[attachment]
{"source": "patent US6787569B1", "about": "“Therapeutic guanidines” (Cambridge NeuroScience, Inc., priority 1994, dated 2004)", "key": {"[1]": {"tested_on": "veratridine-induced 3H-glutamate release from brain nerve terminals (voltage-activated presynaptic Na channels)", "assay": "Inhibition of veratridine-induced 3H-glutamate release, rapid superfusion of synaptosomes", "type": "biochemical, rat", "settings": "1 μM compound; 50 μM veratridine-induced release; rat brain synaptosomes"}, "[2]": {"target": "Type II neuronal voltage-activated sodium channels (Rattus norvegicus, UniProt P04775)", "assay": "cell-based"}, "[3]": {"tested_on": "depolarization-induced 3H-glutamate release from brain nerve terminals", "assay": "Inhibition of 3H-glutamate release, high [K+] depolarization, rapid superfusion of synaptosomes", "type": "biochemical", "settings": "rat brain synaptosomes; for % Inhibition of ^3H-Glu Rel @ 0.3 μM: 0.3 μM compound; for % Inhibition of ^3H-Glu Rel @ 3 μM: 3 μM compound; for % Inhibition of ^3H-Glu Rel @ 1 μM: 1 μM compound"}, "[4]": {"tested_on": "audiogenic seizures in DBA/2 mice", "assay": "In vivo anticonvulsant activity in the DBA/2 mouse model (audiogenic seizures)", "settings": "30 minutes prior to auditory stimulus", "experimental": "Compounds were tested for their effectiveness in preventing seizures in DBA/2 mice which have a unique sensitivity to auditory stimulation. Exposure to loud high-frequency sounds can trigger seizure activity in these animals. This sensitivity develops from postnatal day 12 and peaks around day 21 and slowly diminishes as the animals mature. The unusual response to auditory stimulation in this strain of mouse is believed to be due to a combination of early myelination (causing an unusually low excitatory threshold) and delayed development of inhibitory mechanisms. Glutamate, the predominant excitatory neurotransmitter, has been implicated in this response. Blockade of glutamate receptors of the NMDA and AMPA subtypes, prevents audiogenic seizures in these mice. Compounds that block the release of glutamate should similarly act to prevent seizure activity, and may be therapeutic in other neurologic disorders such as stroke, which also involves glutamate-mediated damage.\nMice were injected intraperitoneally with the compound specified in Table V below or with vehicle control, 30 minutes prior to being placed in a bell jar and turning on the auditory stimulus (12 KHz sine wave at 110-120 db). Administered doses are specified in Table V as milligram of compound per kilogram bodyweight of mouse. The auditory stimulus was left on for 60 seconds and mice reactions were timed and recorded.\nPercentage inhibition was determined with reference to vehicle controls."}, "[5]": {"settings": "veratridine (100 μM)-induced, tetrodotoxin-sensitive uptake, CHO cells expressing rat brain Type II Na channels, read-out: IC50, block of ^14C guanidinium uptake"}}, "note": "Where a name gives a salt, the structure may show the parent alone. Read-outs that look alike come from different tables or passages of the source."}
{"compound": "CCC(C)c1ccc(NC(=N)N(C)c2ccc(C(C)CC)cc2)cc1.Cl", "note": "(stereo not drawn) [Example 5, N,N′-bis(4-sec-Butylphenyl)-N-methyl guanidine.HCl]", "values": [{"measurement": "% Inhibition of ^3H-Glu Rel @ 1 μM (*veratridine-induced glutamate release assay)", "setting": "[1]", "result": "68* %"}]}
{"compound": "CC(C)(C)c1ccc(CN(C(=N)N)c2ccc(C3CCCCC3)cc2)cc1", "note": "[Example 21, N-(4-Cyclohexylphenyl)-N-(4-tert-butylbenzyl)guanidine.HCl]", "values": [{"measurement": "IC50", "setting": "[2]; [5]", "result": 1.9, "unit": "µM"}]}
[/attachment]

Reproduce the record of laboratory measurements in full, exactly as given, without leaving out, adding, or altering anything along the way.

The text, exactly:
{"source": "patent US6787569B1", "about": "“Therapeutic guanidines” (Cambridge NeuroScience, Inc., priority 1994, dated 2004)", "key": {"[1]": {"tested_on": "veratridine-induced 3H-glutamate release from brain nerve terminals (voltage-activated presynaptic Na channels)", "assay": "Inhibition of veratridine-induced 3H-glutamate release, rapid superfusion of synaptosomes", "type": "biochemical, rat", "settings": "1 μM compound; 50 μM veratridine-induced release; rat brain synaptosomes"}, "[2]": {"target": "Type II neuronal voltage-activated sodium channels (Rattus norvegicus, UniProt P04775)", "assay": "cell-based"}, "[3]": {"tested_on": "depolarization-induced 3H-glutamate release from brain nerve terminals", "assay": "Inhibition of 3H-glutamate release, high [K+] depolarization, rapid superfusion of synaptosomes", "type": "biochemical", "settings": "rat brain synaptosomes; for % Inhibition of ^3H-Glu Rel @ 0.3 μM: 0.3 μM compound; for % Inhibition of ^3H-Glu Rel @ 3 μM: 3 μM compound; for % Inhibition of ^3H-Glu Rel @ 1 μM: 1 μM compound"}, "[4]": {"tested_on": "audiogenic seizures in DBA/2 mice", "assay": "In vivo anticonvulsant activity in the DBA/2 mouse model (audiogenic seizures)", "settings": "30 minutes prior to auditory stimulus", "experimental": "Compounds were tested for their effectiveness in preventing seizures in DBA/2 mice which have a unique sensitivity to auditory stimulation. Exposure to loud high-frequency sounds can trigger seizure activity in these animals. This sensitivity develops from postnatal day 12 and peaks around day 21 and slowly diminishes as the animals mature. The unusual response to auditory stimulation in this strain of mouse is believed to be due to a combination of early myelination (causing an unusually low excitatory threshold) and delayed development of inhibitory mechanisms. Glutamate, the predominant excitatory neurotransmitter, has been implicated in this response. Blockade of glutamate receptors of the NMDA and AMPA subtypes, prevents audiogenic seizures in these mice. Compounds that block the release of glutamate should similarly act to prevent seizure activity, and may be therapeutic in other neurologic disorders such as stroke, which also involves glutamate-mediated damage.\nMice were injected intraperitoneally with the compound specified in Table V below or with vehicle control, 30 minutes prior to being placed in a bell jar and turning on the auditory stimulus (12 KHz sine wave at 110-120 db). Administered doses are specified in Table V as milligram of compound per kilogram bodyweight of mouse. The auditory stimulus was left on for 60 seconds and mice reactions were timed and recorded.\nPercentage inhibition was determined with reference to vehicle controls."}, "[5]": {"settings": "veratridine (100 μM)-induced, tetrodotoxin-sensitive uptake, CHO cells expressing rat brain Type II Na channels, read-out: IC50, block of ^14C guanidinium uptake"}}, "note": "Where a name gives a salt, the structure may show the parent alone. Read-outs that look alike come from different tables or passages of the source."}
{"compound": "CCC(C)c1ccc(NC(=N)N(C)c2ccc(C(C)CC)cc2)cc1.Cl", "note": "(stereo not drawn) [Example 5, N,N′-bis(4-sec-Butylphenyl)-N-methyl guanidine.HCl]", "values": [{"measurement": "% Inhibition of ^3H-Glu Rel @ 1 μM (*veratridine-induced glutamate release assay)", "setting": "[1]", "result": "68* %"}]}
{"compound": "CC(C)(C)c1ccc(CN(C(=N)N)c2ccc(C3CCCCC3)cc2)cc1", "note": "[Example 21, N-(4-Cyclohexylphenyl)-N-(4-tert-butylbenzyl)guanidine.HCl]", "values": [{"measurement": "IC50", "setting": "[2]; [5]", "result": 1.9, "unit": "µM"}]}